‘An American fairytale’: EmStage’s musical production of ‘Into the Woods’

Perspective+Photo+from+spring+2022+Into+the+Woods.+Photo+by+Craig+Bailey.

Perspective Photo from spring 2022 Into the Woods. Photo by Craig Bailey.

By Karissa Schaefer, Emerson Los Angeles Bureau Chief

The Cutler Majestic Theatre transformed into the storybook fairytale of “Into the Woods” for this year’s Emerson Stage’s spring musical. 

The three-hour-long show held three performances this past weekend on April 14 and 16. Primarily featured were numerous senior and junior musical theatre students, directed by professor Scott Lafeber and senior theatre major Emma Goldman. A twist from the English Stephen Sondheim classic, the directors’ version Americanized it by applying symbolism of the nation’s utilitarianism, as described in their program director’s note

This was clear upon entry into the theater as the projected title screen had “An American fairytale” subhead. Due to a sound system crash right before the show, a line of people wrapped around all the way to the Print and Copy Center, eagerly waiting for the doors to open. As everyone settled into their seats, the fake cow, named Milky White, was visible behind the front projection screen, offering a sneak peek of the “main character.” 

Perspective Photo from spring 2022 Into the Woods. Photo by Craig Bailey.

As senior Anania Williams stepped onto the stage to take power as the Narrator, he introduced the story’s main characters: Cinderella, Little Red Riding Hood, a Baker and the Baker’s Wife, Jack from Jack and the Beanstalk, and the Witch. Though each cluster of characters was illuminated by different colored lighting to represent their various settings, the front screen made them just barely visible. For such a fun, opening number that gives context and shows the key players and their supporting characters, the screen’s extended duration was disappointing.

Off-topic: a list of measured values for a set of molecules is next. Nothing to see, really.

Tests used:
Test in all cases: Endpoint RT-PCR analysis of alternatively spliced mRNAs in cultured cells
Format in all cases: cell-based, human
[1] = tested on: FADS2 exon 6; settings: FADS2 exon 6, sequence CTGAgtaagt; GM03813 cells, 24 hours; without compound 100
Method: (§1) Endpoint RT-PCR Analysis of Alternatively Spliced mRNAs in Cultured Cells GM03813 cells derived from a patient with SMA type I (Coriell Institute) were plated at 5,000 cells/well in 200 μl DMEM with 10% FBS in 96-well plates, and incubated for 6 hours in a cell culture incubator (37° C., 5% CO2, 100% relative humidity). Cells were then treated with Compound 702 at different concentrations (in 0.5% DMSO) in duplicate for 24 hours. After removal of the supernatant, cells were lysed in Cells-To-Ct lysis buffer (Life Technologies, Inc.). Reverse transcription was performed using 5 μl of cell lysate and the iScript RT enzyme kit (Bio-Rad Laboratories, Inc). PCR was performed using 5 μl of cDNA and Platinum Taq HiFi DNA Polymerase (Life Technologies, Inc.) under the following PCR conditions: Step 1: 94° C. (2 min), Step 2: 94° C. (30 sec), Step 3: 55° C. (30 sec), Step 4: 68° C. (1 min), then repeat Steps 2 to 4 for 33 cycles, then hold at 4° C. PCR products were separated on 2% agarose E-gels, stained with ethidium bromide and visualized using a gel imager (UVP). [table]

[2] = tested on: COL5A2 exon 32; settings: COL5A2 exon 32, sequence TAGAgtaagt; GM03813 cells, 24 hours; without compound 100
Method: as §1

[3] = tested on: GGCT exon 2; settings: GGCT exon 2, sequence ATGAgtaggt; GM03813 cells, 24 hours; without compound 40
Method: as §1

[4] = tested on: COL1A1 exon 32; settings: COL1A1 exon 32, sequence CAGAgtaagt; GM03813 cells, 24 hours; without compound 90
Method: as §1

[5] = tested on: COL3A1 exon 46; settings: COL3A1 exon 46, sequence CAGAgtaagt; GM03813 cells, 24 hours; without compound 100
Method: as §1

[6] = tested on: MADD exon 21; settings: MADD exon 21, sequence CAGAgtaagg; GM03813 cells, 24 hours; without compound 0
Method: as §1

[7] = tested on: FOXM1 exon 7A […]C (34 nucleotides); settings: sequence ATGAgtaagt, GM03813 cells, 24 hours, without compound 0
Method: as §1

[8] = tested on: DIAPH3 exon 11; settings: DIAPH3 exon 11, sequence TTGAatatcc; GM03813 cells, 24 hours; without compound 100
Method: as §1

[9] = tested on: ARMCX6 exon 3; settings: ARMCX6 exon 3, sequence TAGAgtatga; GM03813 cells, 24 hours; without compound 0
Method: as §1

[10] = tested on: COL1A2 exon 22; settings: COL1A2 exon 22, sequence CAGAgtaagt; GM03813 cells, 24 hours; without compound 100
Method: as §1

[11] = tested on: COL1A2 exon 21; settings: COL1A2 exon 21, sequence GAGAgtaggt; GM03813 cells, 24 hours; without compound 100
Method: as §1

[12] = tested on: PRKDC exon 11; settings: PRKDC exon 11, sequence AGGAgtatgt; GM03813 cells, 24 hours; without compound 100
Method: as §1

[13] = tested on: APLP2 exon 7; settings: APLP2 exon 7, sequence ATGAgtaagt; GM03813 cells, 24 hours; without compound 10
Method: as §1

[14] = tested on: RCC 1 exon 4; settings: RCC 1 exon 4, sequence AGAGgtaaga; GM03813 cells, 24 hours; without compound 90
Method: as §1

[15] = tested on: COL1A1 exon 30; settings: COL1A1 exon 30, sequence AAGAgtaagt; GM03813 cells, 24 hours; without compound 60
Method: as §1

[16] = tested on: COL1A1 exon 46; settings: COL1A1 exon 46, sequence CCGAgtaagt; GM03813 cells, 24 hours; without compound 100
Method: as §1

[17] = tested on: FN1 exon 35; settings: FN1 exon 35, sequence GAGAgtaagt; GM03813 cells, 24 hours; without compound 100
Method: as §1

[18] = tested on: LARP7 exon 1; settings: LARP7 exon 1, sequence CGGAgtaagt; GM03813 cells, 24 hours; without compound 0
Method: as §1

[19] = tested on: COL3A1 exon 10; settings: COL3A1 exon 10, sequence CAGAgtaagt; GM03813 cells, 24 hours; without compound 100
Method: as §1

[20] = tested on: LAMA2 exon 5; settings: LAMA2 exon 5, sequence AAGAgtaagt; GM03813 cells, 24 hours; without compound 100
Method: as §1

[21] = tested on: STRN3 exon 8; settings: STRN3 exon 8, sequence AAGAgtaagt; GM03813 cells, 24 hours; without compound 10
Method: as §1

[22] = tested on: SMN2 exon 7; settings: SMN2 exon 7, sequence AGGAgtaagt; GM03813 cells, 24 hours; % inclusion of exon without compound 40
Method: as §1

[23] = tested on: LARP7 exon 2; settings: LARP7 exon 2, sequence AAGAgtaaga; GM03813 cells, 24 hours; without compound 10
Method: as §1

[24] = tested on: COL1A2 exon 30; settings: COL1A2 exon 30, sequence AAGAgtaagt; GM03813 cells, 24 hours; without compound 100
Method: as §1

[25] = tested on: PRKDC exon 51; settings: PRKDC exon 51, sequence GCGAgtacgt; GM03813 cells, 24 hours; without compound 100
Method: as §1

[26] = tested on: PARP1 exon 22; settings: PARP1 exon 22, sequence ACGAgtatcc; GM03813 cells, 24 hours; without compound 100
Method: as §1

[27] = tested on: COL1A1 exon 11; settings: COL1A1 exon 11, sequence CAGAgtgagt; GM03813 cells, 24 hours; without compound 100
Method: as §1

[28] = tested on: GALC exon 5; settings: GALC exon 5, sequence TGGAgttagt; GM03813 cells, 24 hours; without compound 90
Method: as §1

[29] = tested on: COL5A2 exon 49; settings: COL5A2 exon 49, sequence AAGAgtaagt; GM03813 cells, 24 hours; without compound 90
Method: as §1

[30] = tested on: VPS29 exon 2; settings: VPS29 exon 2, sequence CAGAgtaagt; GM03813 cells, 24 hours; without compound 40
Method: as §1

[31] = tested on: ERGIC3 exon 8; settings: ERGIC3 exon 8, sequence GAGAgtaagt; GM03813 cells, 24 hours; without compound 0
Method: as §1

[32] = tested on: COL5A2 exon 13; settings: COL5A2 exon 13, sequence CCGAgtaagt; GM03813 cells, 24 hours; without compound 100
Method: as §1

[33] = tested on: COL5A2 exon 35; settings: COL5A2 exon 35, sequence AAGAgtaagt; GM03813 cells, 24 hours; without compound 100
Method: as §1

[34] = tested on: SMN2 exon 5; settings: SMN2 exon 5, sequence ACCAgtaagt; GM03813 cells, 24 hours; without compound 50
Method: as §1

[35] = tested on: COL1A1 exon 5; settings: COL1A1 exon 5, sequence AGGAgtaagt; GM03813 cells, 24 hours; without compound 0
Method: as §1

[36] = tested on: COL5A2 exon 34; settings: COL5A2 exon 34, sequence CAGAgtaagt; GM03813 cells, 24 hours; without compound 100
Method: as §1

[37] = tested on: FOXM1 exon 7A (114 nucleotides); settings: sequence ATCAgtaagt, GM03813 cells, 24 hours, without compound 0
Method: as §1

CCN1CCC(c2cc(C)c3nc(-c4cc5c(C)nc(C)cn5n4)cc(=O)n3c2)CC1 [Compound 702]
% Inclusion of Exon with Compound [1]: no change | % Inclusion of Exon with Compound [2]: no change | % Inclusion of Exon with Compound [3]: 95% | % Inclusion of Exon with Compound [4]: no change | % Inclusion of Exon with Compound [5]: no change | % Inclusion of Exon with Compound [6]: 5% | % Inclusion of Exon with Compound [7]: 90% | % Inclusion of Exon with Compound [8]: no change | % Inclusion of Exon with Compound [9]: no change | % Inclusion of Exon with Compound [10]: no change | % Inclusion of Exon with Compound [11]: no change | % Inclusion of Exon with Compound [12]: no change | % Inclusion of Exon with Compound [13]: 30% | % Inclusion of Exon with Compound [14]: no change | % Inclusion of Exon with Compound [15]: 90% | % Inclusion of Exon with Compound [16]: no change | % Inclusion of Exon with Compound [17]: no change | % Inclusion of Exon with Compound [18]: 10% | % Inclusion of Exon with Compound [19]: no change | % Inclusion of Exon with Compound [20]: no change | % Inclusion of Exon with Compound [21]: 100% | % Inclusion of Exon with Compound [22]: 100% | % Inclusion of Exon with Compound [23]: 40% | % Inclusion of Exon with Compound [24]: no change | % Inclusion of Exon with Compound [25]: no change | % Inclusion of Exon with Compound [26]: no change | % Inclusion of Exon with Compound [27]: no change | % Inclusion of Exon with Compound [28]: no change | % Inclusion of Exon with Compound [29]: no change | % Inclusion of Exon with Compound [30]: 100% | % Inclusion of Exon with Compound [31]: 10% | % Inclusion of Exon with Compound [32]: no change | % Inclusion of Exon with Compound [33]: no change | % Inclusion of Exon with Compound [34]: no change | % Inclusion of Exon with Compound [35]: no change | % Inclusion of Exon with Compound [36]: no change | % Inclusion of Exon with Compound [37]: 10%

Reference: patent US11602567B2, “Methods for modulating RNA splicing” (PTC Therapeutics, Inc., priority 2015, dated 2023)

Despite the appreciation for the set designers’ dedication to the show and their opportunity to try something modern with digital pieces, the projection was rather distracting. Whenever the front screen was down, the framing was meant to symbolize the look of a storybook, a neat detail. However, when projections occurred on the back screen and the occasional fabric that would drop periodically from the ceiling, they would get washed out from the stage lighting.

[elementor-template id="60935"]

This ultimately wouldn’t be the biggest deal if there wasn’t a reliance on the projections to provide the biggest “Into the Woods” scene setter: trees. When the front screen lifted after the introduction, the stage finally became clearer, more lively, and bright. The lights hit the details of the tall wooden ladder and constructed wooden stairs made to emulate the atmosphere of the woods. What was missing were a few replicas of actual trees, that would’ve added a more physical dimension. 

Senior Amanda Vazquez pulled off Little Red seamlessly, convincing the audience that she’s a funny, yet annoying little girl. Her singing matched her acting talent, most notably during the high-pitched scream Red has at one point in the show. The ditziness was shown as she happily skipped away from the wolf, only to get eaten by him in their next scene together. The following scene erupted laughter from the audience, as Little Red and her grandma were set free from the wolf’s stomach, perfectly alive and well. 

Perspective Photo from spring 2022 Into the Woods. Photo by Craig Bailey.